Copyright 2017 Edison Investment Research Limited. All rights reserved. This report has been commissioned by Osirium Technologies and prepared and issued by Edison for publication globally. All information used in the publication of this report has been compiled from publicly available sources that are believed to be reliable, however we do not guarantee the accuracy or completeness of this report. Opinions contained in this report represent those of the research department of Edison at the time of publication. The securities described in the Investment Research may not be eligible for sale in all jurisdictions or to certain categories of investors. This research is issued in Australia by Edison Aus and any access to it, is intended only for "wholesale clients" within the meaning of the Australian Corporations Act. The Investment Research is distributed in the United States by Edison US to major US institutional investors only. Edison US is registered as an investment adviser with the Securities and Exchange Commission. Edison US relies upon the "publishers' exclusion" from the definition of investment adviser under Section 202(a)(11) of the Investment Advisers Act of 1940 and corresponding state securities laws. As such, Edison does not offer or provide personalised advice. We publish information about companies in which we believe our readers may be interested and this information reflects our sincere opinions. The information that we provide or that is derived from our website is not intended to be, and should not be construed in any manner whatsoever as, personalised advice. Also, our website and the information provided by us should not be construed by any subscriber or prospective subscriber as Edison’s solicitation to effect, or attempt to effect, any transaction in a security. The research in this document is intended for New Zealand resident professional financial advisers or brokers (for use in their roles as financial advisers or brokers) and habitual investors who are “wholesale clients” for the purpose of the Financial Advisers Act 2008 (FAA) (as described in sections 5(c) (1)(a), (b) and (c) of the FAA). This is not a solicitation or inducement to buy, sell, subscribe, or underwrite any securities mentioned or in the topic of this document. This document is provided for information purposes only and should not be construed as an offer or solicitation for investment in any securities mentioned or in the topic of this document. A marketing communication under FCA Rules, this document has not been prepared in accordance with the legal requirements designed to promote the independence of investment research and is not subject to any prohibition on dealing ahead of the dissemination of investment research.
Edison has a restrictive policy relating to personal dealing. Edison Group does not conduct any investment business and, accordingly, does not itself hold any positions in the securities mentioned in this report. However, the respective directors, officers, employees and contractors of Edison may have a position in any or related securities mentioned in this report. Edison or its affiliates may perform services or solicit business from any of the companies mentioned in this report. The value of securities mentioned in this report can fall as well as rise and are subject to large and sudden swings. In addition it may be difficult or not possible to buy, sell or obtain accurate information about the value of securities mentioned in this report. Past performance is not necessarily a guide to future performance. Forward-looking information or statements in this report contain information that is based on assumptions, forecasts of future results, estimates of amounts not yet determinable, and therefore involve known and unknown risks, uncertainties and other factors which may cause the actual results, performance or achievements of their subject matter to be materially different from current expectations. For the purpose of the FAA, the content of this report is of a general nature, is intended as a source of general information only and is not intended to constitute a recommendation or opinion in relation to acquiring or disposing (including refraining from acquiring or disposing) of securities. The distribution of this document is not a “personalised service” and, to the extent that it contains any financial advice, is intended only as a “class service” provided by Edison within the meaning of the FAA (ie without taking into account the particular financial situation or goals of any person). As such, it should not be relied upon in making an investment decision. To the maximum extent permitted by law, Edison, its affiliates and contractors, and their respective directors, officers and employees will not be liable for any loss or damage arising as a result of reliance being placed on any of the information contained in this report and do not guarantee the returns on investments in the products discussed in this publication. FTSE International Limited (“FTSE”) © FTSE 2017. “FTSE®” is a trade mark of the London Stock Exchange Group companies and is used by FTSE International Limited under license. All rights in the FTSE indices and/or FTSE ratings vest in FTSE and/or its licensors. Neither FTSE nor its licensors accept any liability for any errors or omissions in the FTSE indices and/or FTSE ratings or underlying data. No further distribution of FTSE Data is permitted without FTSE’s express written consent.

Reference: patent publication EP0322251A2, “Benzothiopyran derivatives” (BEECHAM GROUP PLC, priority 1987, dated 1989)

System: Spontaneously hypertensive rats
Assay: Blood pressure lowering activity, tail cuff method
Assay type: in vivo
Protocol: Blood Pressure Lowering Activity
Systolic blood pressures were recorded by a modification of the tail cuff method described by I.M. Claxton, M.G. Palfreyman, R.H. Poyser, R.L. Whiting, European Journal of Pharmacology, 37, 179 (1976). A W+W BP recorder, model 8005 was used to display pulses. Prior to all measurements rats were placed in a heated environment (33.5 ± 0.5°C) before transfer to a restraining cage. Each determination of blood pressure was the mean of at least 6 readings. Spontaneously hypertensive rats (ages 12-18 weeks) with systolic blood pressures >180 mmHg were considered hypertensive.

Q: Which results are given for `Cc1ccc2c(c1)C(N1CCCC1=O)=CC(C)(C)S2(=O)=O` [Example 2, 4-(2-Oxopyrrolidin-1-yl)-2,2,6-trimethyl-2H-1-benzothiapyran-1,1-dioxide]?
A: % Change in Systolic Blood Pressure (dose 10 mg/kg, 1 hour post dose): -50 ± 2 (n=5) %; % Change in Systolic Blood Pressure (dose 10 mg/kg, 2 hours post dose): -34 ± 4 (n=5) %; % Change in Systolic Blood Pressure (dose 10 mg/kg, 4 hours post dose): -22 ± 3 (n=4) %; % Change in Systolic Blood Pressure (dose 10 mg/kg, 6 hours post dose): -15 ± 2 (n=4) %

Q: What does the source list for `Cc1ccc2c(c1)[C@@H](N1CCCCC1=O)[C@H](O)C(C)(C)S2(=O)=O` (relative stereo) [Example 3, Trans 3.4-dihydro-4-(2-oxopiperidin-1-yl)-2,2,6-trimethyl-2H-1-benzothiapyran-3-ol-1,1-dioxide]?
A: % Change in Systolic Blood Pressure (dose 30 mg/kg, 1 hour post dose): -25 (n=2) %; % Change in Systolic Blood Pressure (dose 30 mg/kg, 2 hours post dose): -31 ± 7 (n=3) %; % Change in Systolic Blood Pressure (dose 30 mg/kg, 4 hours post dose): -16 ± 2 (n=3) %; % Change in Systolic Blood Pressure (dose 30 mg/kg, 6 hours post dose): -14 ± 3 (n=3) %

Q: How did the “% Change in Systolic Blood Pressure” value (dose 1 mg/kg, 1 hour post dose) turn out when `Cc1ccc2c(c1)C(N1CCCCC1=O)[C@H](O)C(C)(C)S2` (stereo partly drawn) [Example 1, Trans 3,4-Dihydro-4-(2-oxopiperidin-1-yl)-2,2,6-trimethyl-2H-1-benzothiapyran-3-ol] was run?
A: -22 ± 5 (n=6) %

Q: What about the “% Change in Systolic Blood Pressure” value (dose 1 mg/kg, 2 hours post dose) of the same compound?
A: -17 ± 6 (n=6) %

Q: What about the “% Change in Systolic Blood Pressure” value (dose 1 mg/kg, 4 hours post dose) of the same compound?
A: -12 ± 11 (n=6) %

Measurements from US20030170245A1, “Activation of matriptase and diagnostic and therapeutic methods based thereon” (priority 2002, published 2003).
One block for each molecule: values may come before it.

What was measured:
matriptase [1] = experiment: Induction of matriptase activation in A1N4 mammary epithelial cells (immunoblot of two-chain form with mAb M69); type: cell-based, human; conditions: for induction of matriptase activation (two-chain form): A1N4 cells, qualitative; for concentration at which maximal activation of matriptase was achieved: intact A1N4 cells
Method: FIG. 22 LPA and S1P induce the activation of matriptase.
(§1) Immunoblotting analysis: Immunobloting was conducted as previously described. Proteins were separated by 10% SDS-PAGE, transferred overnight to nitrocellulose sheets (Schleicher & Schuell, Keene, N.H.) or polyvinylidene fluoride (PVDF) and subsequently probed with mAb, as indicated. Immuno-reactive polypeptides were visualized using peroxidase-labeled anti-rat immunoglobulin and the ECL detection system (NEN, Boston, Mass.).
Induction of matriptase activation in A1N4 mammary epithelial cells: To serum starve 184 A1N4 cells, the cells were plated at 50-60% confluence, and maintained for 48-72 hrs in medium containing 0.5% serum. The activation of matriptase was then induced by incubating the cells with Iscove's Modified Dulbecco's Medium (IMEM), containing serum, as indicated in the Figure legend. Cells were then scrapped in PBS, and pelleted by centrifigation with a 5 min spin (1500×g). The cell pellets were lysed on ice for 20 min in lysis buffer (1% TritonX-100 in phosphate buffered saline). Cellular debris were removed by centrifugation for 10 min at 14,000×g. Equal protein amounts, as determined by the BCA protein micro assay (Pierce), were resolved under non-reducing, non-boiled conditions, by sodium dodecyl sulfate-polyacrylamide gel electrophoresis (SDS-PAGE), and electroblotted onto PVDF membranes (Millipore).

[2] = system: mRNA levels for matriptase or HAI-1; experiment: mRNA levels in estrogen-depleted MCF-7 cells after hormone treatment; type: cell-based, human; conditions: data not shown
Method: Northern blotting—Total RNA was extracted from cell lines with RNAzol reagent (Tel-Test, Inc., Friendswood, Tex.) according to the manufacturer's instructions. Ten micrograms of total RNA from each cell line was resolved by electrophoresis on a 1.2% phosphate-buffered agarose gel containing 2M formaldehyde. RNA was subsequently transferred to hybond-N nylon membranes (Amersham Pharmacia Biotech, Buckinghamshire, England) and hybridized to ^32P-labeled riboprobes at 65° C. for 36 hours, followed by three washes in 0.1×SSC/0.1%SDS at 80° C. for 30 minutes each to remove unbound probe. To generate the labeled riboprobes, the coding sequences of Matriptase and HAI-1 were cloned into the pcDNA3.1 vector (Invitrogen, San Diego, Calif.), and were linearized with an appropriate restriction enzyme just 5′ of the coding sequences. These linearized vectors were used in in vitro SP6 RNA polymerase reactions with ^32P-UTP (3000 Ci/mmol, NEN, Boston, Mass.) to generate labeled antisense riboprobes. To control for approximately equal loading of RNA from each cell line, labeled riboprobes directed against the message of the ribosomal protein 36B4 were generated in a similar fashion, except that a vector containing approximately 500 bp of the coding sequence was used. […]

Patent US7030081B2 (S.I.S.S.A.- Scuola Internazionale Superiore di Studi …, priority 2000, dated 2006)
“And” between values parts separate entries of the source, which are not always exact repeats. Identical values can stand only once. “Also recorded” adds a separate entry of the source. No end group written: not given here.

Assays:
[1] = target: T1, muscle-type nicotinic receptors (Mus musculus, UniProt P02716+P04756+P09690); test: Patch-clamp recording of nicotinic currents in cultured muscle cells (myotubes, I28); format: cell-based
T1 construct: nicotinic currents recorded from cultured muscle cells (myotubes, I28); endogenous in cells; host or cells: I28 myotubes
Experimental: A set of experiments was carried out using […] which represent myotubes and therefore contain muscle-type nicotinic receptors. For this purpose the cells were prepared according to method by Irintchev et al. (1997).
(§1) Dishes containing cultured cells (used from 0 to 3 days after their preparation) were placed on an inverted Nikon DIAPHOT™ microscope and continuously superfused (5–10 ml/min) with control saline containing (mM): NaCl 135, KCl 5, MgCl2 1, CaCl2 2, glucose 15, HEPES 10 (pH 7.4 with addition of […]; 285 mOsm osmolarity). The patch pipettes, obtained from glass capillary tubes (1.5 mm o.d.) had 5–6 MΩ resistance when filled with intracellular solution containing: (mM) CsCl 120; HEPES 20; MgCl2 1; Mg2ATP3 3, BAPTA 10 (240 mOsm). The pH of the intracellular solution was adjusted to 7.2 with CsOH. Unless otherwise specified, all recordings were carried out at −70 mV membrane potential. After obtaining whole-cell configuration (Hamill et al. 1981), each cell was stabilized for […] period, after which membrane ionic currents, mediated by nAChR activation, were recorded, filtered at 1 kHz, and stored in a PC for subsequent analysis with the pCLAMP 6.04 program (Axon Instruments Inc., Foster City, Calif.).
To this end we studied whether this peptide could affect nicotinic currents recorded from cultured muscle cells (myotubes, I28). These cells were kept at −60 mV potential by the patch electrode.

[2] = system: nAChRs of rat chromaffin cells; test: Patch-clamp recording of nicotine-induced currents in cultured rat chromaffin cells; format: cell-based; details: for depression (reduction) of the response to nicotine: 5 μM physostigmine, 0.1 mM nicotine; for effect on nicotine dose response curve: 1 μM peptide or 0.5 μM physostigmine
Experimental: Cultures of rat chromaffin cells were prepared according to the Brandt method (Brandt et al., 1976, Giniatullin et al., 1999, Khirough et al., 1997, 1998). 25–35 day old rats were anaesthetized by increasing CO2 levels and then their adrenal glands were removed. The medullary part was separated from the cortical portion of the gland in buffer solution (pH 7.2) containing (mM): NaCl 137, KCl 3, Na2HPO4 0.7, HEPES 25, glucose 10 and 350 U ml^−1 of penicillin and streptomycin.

Frankfurt +49 (0)69 78 8076 960

Schumannstrasse 34b

60325 Frankfurt

Germany

London +44 (0)20 3077 5700

280 High Holborn

London, WC1V 7EE

United Kingdom

New York +1 646 653 7026

295 Madison Avenue, 18th Floor

New York, NY10017

US

Sydney +61 (0)2 8249 8342

Level 12, Office 1205

95 Pitt Street, Sydney

NSW 2000, Australia

Frankfurt +49 (0)69 78 8076 960

Schumannstrasse 34b

60325 Frankfurt

Germany

London +44 (0)20 3077 5700

280 High Holborn

London, WC1V 7EE

United Kingdom

New York +1 646 653 7026

295 Madison Avenue, 18th Floor

New York, NY10017

US

Sydney +61 (0)2 8249 8342

Level 12, Office 1205

95 Pitt Street, Sydney

NSW 2000, Australia